Food author and activist Michael Pollan, author of ‘In Defense of Food’ is visiting the Twin Cities this week to talk food. Local newspaper, The Star Tribune, had a chance to speak with Pollan yesterday regarding his food activism.
Here are a few of my favorite bits from the interview:
Q: With the recent contamination scares, people may be feeling a sense of security in processed foods, which are exactly what you argue against. How do you respond?
A: A lot of people think processed food is safer because it’s so sanitized, but that really means that everything’s been killed. It’s dead. There’s definitely a fear coming of food grown in the soil, which is really sad. A lot of the problem with produce comes in the processing.
People are relying on companies washing fresh lettuce and putting it in a bag with an 18-day shelf life instead of doing it themselves. The consumer should assume that whenever they outsource food preparation, there’s a certain amount of risk involved. Not that you’re always going to get it right yourself, but the scale of the problem is a lot smaller.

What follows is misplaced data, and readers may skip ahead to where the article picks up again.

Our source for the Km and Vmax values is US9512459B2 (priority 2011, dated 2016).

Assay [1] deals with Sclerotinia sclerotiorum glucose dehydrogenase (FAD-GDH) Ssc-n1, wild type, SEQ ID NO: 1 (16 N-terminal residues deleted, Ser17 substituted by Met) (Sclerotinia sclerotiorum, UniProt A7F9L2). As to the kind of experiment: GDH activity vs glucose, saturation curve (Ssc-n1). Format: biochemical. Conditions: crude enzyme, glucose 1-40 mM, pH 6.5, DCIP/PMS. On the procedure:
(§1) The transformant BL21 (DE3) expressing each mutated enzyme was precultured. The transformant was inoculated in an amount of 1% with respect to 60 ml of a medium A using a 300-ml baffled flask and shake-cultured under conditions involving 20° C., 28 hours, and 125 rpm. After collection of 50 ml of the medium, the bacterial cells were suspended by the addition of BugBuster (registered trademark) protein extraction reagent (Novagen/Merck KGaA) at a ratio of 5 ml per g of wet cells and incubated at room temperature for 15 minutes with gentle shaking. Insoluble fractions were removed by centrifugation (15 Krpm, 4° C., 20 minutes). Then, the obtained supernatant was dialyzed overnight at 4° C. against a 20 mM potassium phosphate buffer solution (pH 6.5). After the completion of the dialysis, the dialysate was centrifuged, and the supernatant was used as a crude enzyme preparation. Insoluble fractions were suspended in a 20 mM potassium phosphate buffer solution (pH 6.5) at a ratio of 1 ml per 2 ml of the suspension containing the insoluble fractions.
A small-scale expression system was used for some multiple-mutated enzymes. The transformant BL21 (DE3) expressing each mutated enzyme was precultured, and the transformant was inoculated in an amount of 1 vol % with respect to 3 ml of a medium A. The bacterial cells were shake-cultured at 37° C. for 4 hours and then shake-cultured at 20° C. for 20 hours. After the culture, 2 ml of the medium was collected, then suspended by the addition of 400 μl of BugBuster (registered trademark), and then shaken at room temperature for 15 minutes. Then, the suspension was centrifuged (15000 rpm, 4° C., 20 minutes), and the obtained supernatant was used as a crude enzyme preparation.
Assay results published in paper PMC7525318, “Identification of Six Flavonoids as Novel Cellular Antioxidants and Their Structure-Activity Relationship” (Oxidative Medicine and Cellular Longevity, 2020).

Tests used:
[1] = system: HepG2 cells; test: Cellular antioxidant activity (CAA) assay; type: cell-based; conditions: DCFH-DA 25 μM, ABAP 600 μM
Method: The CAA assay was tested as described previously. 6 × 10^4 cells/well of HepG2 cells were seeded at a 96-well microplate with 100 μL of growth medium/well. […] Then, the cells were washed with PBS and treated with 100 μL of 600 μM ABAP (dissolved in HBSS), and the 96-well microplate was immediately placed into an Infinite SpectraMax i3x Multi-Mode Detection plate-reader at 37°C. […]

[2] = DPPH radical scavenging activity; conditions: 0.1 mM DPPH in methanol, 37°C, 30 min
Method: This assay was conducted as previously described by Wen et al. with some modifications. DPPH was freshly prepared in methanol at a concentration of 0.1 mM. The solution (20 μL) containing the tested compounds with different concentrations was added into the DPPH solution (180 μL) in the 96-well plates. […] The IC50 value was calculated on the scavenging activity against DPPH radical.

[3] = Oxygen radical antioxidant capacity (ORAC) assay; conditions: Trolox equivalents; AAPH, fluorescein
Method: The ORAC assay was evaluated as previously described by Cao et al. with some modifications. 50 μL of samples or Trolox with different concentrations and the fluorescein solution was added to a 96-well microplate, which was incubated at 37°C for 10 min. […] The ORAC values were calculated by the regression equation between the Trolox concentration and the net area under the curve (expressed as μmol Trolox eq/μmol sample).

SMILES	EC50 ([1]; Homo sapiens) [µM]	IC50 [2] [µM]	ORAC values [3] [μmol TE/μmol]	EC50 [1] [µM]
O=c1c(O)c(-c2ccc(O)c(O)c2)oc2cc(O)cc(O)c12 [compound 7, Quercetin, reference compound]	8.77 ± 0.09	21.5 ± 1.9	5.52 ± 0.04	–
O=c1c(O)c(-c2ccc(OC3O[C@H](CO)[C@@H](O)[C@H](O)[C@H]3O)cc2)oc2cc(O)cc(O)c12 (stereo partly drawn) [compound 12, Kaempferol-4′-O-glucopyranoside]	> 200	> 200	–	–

Q: With people looking to stretch their food dollars, is the message to eat organically and locally, which often means more expensively, losing steam?
A: I’ve heard contradictory things. I know Whole Foods is struggling, but I’ve also talked to people who make organic food, and they’re doing just fine. This spring, we’ll see what happens in the farmers markets.
You can read the rest of Pollan’s interview here!
Concerned about your food safety? Check out my tips for keeping yourself, and your family, safe from food contamination.